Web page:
When we need to consider information as a group, most of us turn to a computer projector and a mouse. The world may be round, but our only digital option for exploring it in a meeting is on a flat screen. Surpassing that limitation—by creating new computer interfaces that allow people to intuitively share and manipulate data—would vastly expand the power of computers in collaborative decision-making situations (think business, medicine, and design).
Developing those new interfaces is one of the goals at the newly established Cognitive and Immersive Systems Laboratory (CISL) at the Curtis R. Priem Experimental Media and Performing Arts Center. CISL is a partnership between Rensselaer and IBM Research, and one of the first tools in the lab is the Campfire.
The Campfire is a new computing interface that allows a small group of users to collaboratively consider information. The platform was developed by Eric Ameres ’88, an EMPAC senior research engineer and Rensselaer doctoral student, and Gordon Clement ’14, an EMPAC media systems integrator and Rensselaer graduate (see related story). As suggested by its name, the Campfire is a projection device shaped like a cylindrical fire pit, about six feet in diameter and two feet high. A wide rim surrounds the top of the cylinder, allowing users to gather around the Campfire and view data projected onto the walls and flat circular floor of the device. Related data sets or images can be projected onto different locations inside the Campfire, with the edge between the surfaces acting as a blending site.
The RPI News Approach blog recently spoke with Ameres and Clement:
How does the Campfire work?
The Campfire consists of two main display surfaces, its “wall” and “floor.” While they can be largely independent, their shared edge provides a natural interface for various dimensions of visualization, simulation, and interaction. Any traditional two-dimensional images and applications can be placed on the surfaces, but a key innovation is that each of the surfaces has one continuous, potentially shared, dimension. Information can be wrapped around the campfire as in the rings of a tree, the spokes of a wheel, or even in a panoramic view of a real or virtual landscape. The wall can be used to dive into data shown on the floor and vice versa.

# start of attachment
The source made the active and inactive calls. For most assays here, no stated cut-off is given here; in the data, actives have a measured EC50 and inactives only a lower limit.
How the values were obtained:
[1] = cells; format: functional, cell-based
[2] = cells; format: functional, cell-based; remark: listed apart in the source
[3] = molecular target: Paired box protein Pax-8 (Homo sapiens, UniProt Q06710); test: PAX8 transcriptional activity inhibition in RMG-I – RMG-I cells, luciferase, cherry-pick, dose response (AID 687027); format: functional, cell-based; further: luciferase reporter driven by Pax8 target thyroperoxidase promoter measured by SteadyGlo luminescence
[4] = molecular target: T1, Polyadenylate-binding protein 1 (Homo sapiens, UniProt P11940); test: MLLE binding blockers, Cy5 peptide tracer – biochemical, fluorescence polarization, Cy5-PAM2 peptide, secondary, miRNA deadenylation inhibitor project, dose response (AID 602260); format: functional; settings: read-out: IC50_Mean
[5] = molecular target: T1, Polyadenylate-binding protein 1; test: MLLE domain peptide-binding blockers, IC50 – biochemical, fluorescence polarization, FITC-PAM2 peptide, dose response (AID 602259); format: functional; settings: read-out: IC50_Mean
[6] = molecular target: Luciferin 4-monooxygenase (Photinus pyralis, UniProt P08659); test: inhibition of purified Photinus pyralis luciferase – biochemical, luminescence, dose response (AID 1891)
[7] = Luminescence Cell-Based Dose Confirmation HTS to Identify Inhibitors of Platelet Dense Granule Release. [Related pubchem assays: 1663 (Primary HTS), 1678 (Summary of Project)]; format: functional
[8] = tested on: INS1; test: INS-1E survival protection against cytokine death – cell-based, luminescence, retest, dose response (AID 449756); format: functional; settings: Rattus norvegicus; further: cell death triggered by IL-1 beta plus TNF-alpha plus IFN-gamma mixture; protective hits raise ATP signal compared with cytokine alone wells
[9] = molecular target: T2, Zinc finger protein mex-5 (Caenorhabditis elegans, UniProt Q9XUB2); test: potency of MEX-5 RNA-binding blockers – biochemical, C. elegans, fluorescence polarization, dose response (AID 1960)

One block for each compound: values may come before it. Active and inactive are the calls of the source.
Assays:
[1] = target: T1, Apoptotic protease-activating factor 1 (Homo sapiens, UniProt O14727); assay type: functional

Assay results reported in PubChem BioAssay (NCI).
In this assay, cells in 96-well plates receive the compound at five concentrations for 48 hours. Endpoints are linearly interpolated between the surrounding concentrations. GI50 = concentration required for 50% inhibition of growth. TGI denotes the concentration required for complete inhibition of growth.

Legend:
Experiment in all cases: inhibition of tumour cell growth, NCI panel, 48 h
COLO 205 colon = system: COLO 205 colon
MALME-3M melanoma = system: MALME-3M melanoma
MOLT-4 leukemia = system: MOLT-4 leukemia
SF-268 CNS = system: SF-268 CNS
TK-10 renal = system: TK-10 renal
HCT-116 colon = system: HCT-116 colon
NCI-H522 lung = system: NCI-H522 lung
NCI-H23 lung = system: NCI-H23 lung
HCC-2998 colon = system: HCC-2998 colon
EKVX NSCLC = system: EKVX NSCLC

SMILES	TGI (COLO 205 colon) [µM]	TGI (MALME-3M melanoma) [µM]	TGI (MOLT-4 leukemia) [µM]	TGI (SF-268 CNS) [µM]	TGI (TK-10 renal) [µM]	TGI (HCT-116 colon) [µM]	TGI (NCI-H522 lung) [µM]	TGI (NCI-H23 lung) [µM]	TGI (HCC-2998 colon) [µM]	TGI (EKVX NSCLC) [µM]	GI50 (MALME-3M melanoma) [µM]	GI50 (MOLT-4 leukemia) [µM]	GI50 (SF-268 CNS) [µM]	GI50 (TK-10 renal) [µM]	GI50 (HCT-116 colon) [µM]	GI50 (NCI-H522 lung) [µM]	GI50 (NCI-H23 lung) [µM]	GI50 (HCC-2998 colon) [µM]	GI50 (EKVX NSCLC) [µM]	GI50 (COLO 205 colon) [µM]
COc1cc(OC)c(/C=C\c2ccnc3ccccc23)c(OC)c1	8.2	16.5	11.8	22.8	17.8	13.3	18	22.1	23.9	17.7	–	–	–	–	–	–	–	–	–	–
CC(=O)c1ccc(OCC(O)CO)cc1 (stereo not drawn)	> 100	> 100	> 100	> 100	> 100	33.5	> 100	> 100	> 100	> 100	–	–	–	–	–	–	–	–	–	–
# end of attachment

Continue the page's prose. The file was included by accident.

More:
What makes the Campfire a collaborative tool?
Because of the way that you’re arranged, you immediately feel like you’re engaged in the same content. Multiple people can be looking at the same thing, and at any point, I can look up and see your eyes and see where you’re looking. It may sound trivial, but being able to observe someone else’s attention is something we do as humans all the time, and is central to collaboration.
What uses can you envision for the Campfire?
We can imagine two categories of applications for the Campfire. The first is simulation—if you want to look at real objects, or if you want to explore a geometric space, you can project it within the Campfire. The second is data visualization, and here we’re still scratching the surface. What can we do with big, highly complex data? For example, we have found bioinformatics research that uses circular data visualization techniques. Those techniques might be well suited to the three-dimensional pseudo-volumetric nature of the screen. The key is that typically we think of data as a square peg, and now we have a round hole to play with, so what kind of data is suited to a round hole?
How did you come to develop the Campfire?
We have a 360-degree projection screen at EMPAC. The screen fills Studio Two, one of the theater spaces within EMPAC, and it’s a bear to work with; it’s hard to assemble the screen, it’s hard to develop content for the screen, but it’s a very interesting tool. For years we’ve been saying, ‘wouldn’t it be great to have a miniature 360-degree screen to help in developing content?’ Gordon, who first came to EMPAC in 2010 as a Rensselaer student, had a particular interest in the mini-360 screen, but it was never a direct priority. In the summer of 2014, after Gordon had graduated and joined us professionally, things came together—we had some money, the bright, quiet LED projectors we needed were just coming on the market, and we had started using a user-friendly software that was doing projection and edge-blending in a cost-effective manner. Overnight, Gordon bought foam board, scored the backs, and came up with the first curved sections of the screen. The original version was crude, made almost entirely of foam board held together with Elmer’s glue, and it took a few days to pull together. It didn’t have a floor because we were largely looking to miniaturize the big 360-degree screen.
When did you realize the Campfire had a life of its own?
We set it up and we thought, ‘this is going to be a great mini 360-screen.’ When we set up the big 360-degree screen, a lot of the time we would look at Google Street View or GeoGuesser, because they were always interesting to experience in that environment. So, in 2014, as in so many other times, we said, ‘let’s look at GeoGuesser.’ And I think the minute we turned it on and we were sitting around it, we realized this is a very different thing. As soon as that happened, we could break the connection—this was no longer just a mini 360-degree screen.